The patient was continued exclusively on extended steroid taper. The generalized psoriatic rash appeared significantly decreased. However, the patient needed to be placed on a steroid-sparing regimen.
3.1. Approach to the Initial Management of Erythrodermic Psoriasis
This patient was previously diagnosed with psoriasis confirmed on skin biopsy, presenting with the tell-tale signs of this disease. The progression toward erythrodermic psoriasis in this patient was likely the result of poorly managed psoriasis. Her only treatment on admission was topical triamcinolone 0.1% cream. Studies have shown that excessive use of topical triamcinolone alone can trigger the manifestations of erythrodermic psoriasis. In addition, this patient was not on any systemic antipsoriatic medications after the discontinuation of apremilast two years ago, which could have contributed to her current presentation. During her admission, a decision was made against restarting apremilast due to underlying cirrhosis.
Cyclosporine is currently the first-line treatment for erythrodermic psoriasis, even though data on the efficacy of this drug for this specific disease subtype are lacking .
3.2. Acute Cyclosporine-Induced Nephropathy
After the initiation of cyclosporine, the patient experienced AKI, with the serum creatinine trending upward to 1.76 mg/dL and the potassium level to 6.7 mEq/L. After discontinuation of cyclosporine, the serum creatinine continued to trend upward to 2.42 mg/dL on the following day, attributable to cyclosporine’s half-life of 8.4 hours. Observably, the only two medications started prior to the AKI were the steroid taper and the cyclosporine. Since steroids do not have any documentation of causing nephrotoxic symptoms, we propose that the cyclosporine was the cause of her ensuing AKI.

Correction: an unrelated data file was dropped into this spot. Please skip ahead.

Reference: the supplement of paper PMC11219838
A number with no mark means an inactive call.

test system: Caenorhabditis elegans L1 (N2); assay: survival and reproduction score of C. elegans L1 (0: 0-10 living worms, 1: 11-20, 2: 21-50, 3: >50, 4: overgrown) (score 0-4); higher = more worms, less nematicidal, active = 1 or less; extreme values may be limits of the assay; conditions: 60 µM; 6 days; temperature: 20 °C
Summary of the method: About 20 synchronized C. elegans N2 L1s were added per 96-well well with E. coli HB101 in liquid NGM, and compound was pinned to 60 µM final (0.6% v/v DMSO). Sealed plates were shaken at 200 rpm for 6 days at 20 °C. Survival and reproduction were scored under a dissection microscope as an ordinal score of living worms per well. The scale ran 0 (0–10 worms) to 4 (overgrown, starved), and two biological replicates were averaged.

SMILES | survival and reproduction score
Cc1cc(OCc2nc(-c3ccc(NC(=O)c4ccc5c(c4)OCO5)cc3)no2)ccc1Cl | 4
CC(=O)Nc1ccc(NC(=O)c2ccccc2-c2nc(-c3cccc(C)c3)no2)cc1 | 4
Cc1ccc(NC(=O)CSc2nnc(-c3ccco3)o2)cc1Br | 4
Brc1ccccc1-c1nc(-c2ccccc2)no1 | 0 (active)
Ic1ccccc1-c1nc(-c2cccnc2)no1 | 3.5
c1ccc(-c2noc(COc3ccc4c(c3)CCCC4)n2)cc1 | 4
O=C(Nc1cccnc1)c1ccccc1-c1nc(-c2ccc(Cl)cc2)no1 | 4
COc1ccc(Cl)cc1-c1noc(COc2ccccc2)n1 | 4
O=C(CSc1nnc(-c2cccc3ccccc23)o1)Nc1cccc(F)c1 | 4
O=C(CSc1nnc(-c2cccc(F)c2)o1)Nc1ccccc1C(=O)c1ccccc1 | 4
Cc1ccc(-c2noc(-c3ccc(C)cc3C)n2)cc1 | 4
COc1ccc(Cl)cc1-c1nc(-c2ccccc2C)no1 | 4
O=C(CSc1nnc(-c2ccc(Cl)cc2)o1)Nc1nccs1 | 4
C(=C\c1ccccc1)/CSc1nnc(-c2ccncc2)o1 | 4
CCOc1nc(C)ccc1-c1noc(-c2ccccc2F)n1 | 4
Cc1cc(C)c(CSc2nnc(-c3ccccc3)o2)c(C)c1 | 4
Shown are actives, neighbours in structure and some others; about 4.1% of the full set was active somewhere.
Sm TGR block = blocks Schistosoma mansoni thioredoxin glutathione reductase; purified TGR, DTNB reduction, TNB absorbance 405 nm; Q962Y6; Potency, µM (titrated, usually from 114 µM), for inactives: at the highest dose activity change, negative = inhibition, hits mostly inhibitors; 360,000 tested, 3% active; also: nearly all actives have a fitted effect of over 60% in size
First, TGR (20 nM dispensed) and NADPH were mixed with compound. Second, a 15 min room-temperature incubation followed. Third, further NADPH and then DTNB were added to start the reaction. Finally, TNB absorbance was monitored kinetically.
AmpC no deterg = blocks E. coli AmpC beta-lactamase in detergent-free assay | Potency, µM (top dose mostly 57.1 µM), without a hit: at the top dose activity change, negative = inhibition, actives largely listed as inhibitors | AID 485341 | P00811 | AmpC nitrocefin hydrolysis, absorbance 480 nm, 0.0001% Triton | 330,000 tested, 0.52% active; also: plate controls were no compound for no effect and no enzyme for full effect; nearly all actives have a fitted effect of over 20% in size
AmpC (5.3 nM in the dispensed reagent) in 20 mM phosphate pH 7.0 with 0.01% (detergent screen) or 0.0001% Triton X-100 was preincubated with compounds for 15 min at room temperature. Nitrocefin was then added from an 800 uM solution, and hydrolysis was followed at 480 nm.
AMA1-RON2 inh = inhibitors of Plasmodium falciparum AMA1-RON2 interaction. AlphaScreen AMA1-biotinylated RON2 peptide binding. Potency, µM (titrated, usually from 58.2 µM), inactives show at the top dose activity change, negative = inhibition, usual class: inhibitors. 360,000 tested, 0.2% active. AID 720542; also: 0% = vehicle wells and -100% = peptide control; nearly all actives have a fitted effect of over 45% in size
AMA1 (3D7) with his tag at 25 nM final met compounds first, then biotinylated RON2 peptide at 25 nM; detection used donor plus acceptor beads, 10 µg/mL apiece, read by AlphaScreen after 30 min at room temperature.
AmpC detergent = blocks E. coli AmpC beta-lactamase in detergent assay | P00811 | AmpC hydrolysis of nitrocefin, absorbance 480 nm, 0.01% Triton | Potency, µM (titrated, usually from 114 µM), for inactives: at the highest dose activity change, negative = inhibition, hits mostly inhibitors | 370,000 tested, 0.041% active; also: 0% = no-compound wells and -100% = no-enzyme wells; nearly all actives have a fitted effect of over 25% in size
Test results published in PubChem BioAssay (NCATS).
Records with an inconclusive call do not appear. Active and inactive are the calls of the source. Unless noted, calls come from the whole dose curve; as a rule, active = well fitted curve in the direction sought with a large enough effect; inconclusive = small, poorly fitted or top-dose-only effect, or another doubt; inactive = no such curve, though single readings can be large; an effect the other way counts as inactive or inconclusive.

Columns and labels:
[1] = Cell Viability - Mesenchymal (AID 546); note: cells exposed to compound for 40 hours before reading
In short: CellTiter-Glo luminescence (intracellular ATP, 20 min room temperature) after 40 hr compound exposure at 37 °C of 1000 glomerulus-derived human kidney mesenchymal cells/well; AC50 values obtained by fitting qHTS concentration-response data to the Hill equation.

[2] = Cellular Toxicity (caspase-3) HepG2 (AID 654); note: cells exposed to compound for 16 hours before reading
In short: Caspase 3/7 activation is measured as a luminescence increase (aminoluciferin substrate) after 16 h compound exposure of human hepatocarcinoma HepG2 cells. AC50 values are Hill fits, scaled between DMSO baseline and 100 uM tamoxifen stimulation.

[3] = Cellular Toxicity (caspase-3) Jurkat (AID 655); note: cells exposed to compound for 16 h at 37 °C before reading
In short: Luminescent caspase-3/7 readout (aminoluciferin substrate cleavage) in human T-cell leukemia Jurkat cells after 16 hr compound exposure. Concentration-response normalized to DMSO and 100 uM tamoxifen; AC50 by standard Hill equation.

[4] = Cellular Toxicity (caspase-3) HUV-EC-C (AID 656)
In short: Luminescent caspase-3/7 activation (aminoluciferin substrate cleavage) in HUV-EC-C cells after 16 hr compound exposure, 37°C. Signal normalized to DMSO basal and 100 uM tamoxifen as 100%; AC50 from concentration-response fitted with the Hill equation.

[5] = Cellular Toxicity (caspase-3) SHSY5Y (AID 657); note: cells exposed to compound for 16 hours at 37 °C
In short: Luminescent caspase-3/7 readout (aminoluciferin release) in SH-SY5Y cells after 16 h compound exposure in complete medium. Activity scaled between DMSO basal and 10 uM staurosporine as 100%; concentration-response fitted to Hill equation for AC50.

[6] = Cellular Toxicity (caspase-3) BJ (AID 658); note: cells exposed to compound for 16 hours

Although there have been several studies that demonstrate the nature of cyclosporine-induced nephropathy, there are distinct aspects of this presentation that are intriguing. More commonly, the nephropathy secondary to cyclosporine occurs after a prolonged exposure with chronic use. The onset of this patient’s nephrotoxicity was within a couple of hours after the administration of cyclosporine and persisted until the completion of emergent hemodialysis. Although acute nephrotoxicity secondary to cyclosporine has been studied, most of these studies have been in postkidney transplant patients .
3.3. Alternative Methods of Therapy